I hold a granny smith in my little hand, it is my token against all disaster. It comforts me. I am called Buttercup and I love everything that is yellow. I heard on the Children’s News bulletin that there was an outbreak of Yellow Fever on Christmas Island, and I wondered if that was where all the Christmas trees grew, and if I could catch the fever myself from our tree. It stands now in a bucket of brackish water in the back yard. In our yard there is also an old pram where I keep my pet stoat. He is called Pear, which I think sounds rather Japanese. I like Japanese people because they look yellow. One of my brothers, a particularly horrid boy of indeterminate parentage, calls me Buttercup the Cow, and my pet the Rotting Pear. He doesn’t like me, and tries all the time to rile and torment.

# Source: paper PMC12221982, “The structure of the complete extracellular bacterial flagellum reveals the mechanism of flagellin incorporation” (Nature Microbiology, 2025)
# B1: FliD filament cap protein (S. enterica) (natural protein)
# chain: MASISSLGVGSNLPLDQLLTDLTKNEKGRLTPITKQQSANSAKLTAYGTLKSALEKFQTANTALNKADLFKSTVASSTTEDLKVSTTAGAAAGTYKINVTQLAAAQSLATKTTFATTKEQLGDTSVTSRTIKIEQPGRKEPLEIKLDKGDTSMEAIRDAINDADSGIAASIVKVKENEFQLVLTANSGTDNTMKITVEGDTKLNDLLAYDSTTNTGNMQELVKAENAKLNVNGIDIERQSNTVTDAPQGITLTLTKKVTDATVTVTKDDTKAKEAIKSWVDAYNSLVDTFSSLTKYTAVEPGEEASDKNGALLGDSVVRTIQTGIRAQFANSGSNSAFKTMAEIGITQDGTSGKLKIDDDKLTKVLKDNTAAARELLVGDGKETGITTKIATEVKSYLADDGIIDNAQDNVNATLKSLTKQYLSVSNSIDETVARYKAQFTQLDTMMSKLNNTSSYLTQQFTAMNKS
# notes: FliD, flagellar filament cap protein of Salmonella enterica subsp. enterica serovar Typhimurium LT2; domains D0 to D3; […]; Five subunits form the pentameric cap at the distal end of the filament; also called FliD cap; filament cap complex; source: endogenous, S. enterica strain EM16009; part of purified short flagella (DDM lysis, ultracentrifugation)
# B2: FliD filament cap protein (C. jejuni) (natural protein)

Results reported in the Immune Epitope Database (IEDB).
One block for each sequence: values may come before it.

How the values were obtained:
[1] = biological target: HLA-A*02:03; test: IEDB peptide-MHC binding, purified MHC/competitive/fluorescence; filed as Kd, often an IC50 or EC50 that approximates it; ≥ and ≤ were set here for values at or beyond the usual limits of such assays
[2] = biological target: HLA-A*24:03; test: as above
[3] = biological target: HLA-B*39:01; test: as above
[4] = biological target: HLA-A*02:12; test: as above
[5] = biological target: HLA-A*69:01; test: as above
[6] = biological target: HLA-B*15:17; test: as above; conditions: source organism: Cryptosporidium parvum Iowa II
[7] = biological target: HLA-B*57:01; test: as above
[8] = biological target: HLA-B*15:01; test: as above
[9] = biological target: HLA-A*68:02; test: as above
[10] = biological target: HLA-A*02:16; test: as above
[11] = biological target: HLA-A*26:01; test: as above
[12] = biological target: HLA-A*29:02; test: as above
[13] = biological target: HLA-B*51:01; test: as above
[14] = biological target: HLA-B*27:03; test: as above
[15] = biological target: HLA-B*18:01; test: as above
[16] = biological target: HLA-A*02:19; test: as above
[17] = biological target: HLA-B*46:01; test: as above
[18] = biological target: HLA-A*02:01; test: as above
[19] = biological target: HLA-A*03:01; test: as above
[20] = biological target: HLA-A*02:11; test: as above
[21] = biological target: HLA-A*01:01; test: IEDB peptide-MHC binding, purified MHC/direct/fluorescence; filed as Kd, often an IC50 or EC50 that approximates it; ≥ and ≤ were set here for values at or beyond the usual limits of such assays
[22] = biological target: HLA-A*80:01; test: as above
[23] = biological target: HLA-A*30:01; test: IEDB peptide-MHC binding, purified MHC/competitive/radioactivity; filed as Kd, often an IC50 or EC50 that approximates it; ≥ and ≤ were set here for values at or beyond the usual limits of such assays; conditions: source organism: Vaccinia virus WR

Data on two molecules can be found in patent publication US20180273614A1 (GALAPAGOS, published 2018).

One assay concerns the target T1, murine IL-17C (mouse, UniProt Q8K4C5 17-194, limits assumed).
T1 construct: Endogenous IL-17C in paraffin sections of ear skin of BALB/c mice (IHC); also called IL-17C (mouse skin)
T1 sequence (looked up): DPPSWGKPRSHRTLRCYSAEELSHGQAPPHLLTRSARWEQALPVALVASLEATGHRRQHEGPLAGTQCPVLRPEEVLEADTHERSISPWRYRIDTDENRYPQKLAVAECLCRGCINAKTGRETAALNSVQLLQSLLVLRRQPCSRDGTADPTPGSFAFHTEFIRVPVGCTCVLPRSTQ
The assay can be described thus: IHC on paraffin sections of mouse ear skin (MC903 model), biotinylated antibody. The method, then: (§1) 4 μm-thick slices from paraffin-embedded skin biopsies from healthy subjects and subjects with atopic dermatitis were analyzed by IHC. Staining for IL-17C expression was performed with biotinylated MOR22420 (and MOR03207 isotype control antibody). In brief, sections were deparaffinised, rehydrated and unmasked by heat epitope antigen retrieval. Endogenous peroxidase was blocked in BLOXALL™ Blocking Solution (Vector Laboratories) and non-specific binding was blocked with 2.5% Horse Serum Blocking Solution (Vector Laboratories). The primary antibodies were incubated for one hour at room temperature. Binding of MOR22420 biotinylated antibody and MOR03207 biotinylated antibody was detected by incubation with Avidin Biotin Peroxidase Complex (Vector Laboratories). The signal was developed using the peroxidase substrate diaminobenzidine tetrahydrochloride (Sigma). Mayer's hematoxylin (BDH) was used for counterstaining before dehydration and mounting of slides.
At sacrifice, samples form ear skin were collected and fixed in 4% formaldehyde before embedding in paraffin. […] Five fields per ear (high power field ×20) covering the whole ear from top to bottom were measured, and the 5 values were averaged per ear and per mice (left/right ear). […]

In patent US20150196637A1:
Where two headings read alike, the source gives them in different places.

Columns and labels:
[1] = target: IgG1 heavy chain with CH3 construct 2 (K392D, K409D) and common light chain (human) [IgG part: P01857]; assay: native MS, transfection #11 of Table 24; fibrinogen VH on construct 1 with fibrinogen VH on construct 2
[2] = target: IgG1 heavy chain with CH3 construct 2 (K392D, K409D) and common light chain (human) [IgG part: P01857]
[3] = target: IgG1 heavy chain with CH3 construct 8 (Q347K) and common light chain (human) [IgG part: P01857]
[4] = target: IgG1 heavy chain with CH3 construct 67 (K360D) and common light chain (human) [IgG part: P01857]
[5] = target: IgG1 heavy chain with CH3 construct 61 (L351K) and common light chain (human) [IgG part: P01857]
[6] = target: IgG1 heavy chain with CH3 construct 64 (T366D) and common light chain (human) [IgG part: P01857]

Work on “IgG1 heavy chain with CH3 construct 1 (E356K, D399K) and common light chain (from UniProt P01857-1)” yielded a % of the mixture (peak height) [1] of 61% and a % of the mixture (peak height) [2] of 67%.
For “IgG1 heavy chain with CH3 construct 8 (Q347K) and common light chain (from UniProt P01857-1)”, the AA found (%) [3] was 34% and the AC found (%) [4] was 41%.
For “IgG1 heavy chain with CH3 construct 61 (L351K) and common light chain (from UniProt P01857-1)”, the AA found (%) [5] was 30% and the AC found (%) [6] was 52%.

But it doesn’t ever work. I think
placid yellow thoughts, resigning myself to always being the odd girl
out. At least in this family.
After I feed and pet Pear, I go
up to my little cot bed at the top of our house. I enjoy the smell of
my own pillow and rejoice that I am a girl, even if an odd one. Because
if I’d been a boy, I’d have to sleep down there amongst them all.
The boys, all noisy and bothersome, have no interest in the wild life I love.
And they are not at all beguiled by yellow.
The copyright of this post belongs to Valerie Rule